Fish tacos are a great summer dish. They are a nice change from the everyday grind. You can use fish that you caught or lean white fish from the market. There are enough varieties of toppings that you can make just about anyone happy.
Fried fish tacos are the best, just not really the best for you. The hassle of setting up the fryer and cleaning up can also be a deterrent. Griddled — or as the Spanish say, on the plancha — is a quick and easy alternative without all the mess. Using the griddle or plancha (a Spanish-style flattop grill) is not mandatory; if you have a sauté pan, it will work just as well and will be easier cleanup.
Fish is much more delicate than beef, chicken or pork; it can’t just be slapped into the pan. The cooking surface needs a little more attention before it is time to cook. This method of seasoning will work if you are using just about any metal — cast iron, stainless steel, aluminum or black steel. Heat the empty pan for about two minutes over medium heat. Add just enough oil to swirl around the in pan to coat the bottom. Once the oil starts to smoke slightly, turn off the heat. Use a paper towel and wipe the oil around the inside of the pan, including the sides. Let the pan sit for about five to 10 minutes (prepare some toppings while you wait). This allows the pores of the metal to open, fill with oil and once cool, make the pan somewhat nonstick.
Now you are ready to heat your pan. Add a small amount of oil and cook your seasoned fish without it sticking and crumbling into a million pieces.
It seems like coleslaw is more of a staple than an option when it comes to fish tacos. You find it on almost every fish taco you see. This is not your typical coleslaw; there are peppers, cilantro, lime and a whole lot of spice. The coleslaw adds a textural contrast with the cabbage crunch, creamy mayonnaise, a pop of acidity from the lime juice and vinegar, and spice from the chipotle. You can tweak the recipe — add what you have on hand, and what is in season.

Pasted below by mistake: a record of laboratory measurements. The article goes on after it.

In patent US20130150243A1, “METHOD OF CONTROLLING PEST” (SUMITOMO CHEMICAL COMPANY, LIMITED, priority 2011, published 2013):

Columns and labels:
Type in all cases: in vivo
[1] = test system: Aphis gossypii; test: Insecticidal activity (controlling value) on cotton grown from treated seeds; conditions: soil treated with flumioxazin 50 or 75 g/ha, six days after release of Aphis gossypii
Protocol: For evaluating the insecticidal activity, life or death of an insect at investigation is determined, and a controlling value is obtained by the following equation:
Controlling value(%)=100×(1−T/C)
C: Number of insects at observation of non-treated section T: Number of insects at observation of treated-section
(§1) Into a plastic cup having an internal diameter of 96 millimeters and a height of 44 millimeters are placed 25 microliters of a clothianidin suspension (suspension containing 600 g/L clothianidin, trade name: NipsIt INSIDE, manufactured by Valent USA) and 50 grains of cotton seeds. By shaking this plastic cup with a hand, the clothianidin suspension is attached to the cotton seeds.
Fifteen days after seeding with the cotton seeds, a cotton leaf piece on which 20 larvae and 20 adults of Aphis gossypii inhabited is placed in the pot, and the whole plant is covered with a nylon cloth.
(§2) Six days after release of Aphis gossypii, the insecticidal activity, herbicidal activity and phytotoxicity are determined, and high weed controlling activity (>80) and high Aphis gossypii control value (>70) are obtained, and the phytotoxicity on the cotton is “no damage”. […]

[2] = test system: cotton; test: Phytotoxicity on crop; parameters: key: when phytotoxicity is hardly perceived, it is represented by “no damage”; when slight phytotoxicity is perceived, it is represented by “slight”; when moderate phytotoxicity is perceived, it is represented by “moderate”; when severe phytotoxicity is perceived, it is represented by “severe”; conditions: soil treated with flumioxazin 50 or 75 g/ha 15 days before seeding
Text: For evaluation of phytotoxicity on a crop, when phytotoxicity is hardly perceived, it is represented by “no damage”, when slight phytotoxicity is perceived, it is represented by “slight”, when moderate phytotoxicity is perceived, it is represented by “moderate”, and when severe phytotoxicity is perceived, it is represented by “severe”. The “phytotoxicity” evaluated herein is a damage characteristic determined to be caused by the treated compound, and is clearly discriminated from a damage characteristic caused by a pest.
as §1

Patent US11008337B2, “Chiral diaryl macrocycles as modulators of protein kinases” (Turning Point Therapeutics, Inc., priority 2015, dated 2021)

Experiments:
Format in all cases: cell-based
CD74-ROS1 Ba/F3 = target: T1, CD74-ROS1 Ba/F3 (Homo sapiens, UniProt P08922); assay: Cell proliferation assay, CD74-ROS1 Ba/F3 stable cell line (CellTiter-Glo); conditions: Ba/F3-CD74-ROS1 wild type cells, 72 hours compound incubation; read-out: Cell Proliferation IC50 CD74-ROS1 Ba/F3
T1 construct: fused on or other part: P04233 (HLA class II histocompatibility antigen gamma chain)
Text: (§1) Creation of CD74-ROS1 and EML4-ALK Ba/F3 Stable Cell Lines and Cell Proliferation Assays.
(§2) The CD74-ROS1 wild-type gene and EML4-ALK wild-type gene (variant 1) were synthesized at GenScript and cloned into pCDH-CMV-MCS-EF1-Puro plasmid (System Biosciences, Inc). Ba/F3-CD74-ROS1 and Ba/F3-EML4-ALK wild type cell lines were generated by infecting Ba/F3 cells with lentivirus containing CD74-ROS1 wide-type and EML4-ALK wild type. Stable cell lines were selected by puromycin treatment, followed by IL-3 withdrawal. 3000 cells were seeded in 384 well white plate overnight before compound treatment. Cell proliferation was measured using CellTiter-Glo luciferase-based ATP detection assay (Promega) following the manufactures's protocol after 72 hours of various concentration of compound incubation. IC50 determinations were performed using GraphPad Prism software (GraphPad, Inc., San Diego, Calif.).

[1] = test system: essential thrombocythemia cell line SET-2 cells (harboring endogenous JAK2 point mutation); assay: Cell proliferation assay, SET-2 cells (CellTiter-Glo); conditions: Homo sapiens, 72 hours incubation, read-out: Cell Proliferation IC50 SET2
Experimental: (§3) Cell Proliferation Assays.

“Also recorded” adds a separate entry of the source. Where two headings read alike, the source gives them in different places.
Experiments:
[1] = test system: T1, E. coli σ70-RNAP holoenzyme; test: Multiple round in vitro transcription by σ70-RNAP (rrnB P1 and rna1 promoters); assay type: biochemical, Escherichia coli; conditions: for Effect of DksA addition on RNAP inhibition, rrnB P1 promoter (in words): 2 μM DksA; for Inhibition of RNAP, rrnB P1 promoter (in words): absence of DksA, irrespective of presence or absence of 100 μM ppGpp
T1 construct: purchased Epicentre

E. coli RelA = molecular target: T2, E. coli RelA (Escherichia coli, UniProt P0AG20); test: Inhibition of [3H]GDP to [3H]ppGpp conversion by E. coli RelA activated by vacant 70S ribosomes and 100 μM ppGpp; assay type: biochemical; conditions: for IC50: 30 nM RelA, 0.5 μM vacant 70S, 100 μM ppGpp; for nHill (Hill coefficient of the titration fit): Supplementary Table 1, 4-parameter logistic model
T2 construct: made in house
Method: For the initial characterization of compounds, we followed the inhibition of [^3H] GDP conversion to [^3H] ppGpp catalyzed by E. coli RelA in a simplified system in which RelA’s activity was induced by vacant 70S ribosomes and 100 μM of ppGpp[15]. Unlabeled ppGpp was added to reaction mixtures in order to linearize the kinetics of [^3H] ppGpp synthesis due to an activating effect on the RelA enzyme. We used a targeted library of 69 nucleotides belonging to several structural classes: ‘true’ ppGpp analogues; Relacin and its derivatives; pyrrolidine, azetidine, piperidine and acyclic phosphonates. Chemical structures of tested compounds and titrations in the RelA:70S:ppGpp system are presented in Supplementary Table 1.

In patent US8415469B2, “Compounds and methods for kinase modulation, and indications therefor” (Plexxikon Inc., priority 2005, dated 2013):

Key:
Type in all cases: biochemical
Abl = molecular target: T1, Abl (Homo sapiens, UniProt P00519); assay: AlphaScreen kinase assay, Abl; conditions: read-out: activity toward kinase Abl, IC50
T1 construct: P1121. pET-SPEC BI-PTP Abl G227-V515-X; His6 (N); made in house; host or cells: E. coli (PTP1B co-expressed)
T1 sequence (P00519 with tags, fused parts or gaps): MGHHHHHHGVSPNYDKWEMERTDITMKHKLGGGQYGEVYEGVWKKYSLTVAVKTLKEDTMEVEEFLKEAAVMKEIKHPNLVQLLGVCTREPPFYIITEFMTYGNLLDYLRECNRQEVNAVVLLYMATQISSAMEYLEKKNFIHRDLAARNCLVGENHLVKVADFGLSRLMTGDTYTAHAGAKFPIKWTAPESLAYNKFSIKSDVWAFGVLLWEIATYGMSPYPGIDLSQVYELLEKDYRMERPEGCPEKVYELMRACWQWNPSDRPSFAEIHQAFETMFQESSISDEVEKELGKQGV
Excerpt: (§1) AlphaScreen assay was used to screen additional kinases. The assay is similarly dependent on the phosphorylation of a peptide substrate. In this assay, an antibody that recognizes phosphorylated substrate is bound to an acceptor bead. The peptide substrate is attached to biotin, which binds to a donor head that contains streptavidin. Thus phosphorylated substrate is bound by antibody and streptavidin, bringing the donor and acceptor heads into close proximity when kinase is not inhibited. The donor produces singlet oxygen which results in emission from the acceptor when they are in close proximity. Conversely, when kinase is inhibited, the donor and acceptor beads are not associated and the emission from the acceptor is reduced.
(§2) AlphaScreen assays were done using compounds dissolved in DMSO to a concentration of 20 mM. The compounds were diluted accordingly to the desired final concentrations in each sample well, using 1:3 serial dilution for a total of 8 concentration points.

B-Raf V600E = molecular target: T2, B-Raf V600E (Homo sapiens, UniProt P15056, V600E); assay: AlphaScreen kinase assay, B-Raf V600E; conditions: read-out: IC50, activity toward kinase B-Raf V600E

Think taco toppings, but good taco toppings. You don’t just throw on some shredded lettuce and cheese on them and call it a day. Get creative and give your diners some options — avocado, green onion, cilantro, jalapeno, tomato, queso fresco, corn, black beans, lime wedges. You can have the fish and the coleslaw ready in the tortilla, and offer an array of toppings for everyone to select their own as they make their plate. Try mixing it up and find some new items at the market.
Makes 8 to 10 tacos
4 to 6 ounces shredded green cabbage
1 small red bell pepper, thinly sliced
3 to 5 tablespoons minced cilantro
1 cup mayonnaise
1 large lime (or 2 small limes), juiced
1 to 2 tablespoons cider vinegar, as needed
3 to 5 tablespoons cilantro
Chipotle powder, as needed (cayenne works as a substitute)
Kosher salt as needed
Mix all ingredients together; season to taste with chipotle powder and salt. Add more vinegar as needed for acidity to desired taste. Can be made up to 24 hours in advance and kept refrigerated. After slaw has set for 15 to 20 minutes, drain off excess liquid, season to taste and use as a topping for tacos.
1 pound lean white fish fillets (about 4 to 5 fillets of Tilapia)
Oil as needed for cooking
Chipotle powder, as needed (cayenne will work as a substitute)
Kosher salt, as needed
8 to 10 flour tortillas (double if using corn tortillas), warmed
Prepare tortillas by wrapping in foil and baking at 300 degrees for 5 to 10 minutes to warm while fish cooks.
Season pan (as instructed earlier). Sprinkle fish with chipotle powder and salt, as desired. Heat pan over medium heat for about 2 minutes, and add just enough oil to coat the bottom of the pan. If using a small pan, you may need to cook the fish in batches to keep from crowding. Carefully add the seasoned fish into the pan, placing one side end of the fillet into the pan and laying it down away from you. Shake the pan gently to make sure that the fish is not sticking and the oil is coating the pan and fish. Wait until you see a slight brown slightly creep up the side of the fish, then flip the fillets carefully and cook the other sides until the fish is flaky all the way through, about another 5 minutes.
Place cooked fish on a cutting board and slice into ½-inch strips. Using one flour tortilla per taco, or two corn tortillas (because they need a little more help to keep from falling apart), assemble tacos with fish, coleslaw and other toppings as desired. Serve with a lime wedge.
Brook Harlan is a graduate of the Culinary Institute of America in Hyde Park, N.Y. He is a culinary arts instructor at the Columbia Area Career Center